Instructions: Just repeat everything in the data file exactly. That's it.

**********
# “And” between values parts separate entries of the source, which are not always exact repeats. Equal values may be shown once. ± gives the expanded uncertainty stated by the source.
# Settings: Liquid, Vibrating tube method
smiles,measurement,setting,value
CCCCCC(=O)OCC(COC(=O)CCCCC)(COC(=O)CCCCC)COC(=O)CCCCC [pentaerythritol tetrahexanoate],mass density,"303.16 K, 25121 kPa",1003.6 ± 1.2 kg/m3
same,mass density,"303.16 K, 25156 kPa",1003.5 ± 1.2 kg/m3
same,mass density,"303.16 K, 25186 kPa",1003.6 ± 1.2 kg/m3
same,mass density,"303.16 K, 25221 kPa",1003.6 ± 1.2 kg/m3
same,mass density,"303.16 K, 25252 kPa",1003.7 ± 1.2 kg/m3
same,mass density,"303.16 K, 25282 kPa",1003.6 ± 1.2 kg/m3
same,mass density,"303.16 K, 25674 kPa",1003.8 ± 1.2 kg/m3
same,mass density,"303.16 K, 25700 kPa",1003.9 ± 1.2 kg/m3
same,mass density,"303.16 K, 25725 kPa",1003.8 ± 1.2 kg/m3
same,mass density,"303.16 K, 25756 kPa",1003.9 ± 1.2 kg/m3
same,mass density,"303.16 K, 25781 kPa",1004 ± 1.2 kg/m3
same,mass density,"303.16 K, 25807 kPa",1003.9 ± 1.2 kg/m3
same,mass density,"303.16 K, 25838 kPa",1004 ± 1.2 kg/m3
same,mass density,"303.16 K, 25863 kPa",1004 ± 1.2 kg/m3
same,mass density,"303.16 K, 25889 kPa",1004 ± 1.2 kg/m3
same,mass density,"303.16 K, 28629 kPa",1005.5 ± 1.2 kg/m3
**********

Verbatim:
# “And” between values parts separate entries of the source, which are not always exact repeats. Equal values may be shown once. ± gives the expanded uncertainty stated by the source.
# Settings: Liquid, Vibrating tube method
smiles,measurement,setting,value
CCCCCC(=O)OCC(COC(=O)CCCCC)(COC(=O)CCCCC)COC(=O)CCCCC [pentaerythritol tetrahexanoate],mass density,"303.16 K, 25121 kPa",1003.6 ± 1.2 kg/m3
same,mass density,"303.16 K, 25156 kPa",1003.5 ± 1.2 kg/m3
same,mass density,"303.16 K, 25186 kPa",1003.6 ± 1.2 kg/m3
same,mass density,"303.16 K, 25221 kPa",1003.6 ± 1.2 kg/m3
same,mass density,"303.16 K, 25252 kPa",1003.7 ± 1.2 kg/m3
same,mass density,"303.16 K, 25282 kPa",1003.6 ± 1.2 kg/m3
same,mass density,"303.16 K, 25674 kPa",1003.8 ± 1.2 kg/m3
same,mass density,"303.16 K, 25700 kPa",1003.9 ± 1.2 kg/m3
same,mass density,"303.16 K, 25725 kPa",1003.8 ± 1.2 kg/m3
same,mass density,"303.16 K, 25756 kPa",1003.9 ± 1.2 kg/m3
same,mass density,"303.16 K, 25781 kPa",1004 ± 1.2 kg/m3
same,mass density,"303.16 K, 25807 kPa",1003.9 ± 1.2 kg/m3
same,mass density,"303.16 K, 25838 kPa",1004 ± 1.2 kg/m3
same,mass density,"303.16 K, 25863 kPa",1004 ± 1.2 kg/m3
same,mass density,"303.16 K, 25889 kPa",1004 ± 1.2 kg/m3
same,mass density,"303.16 K, 28629 kPa",1005.5 ± 1.2 kg/m3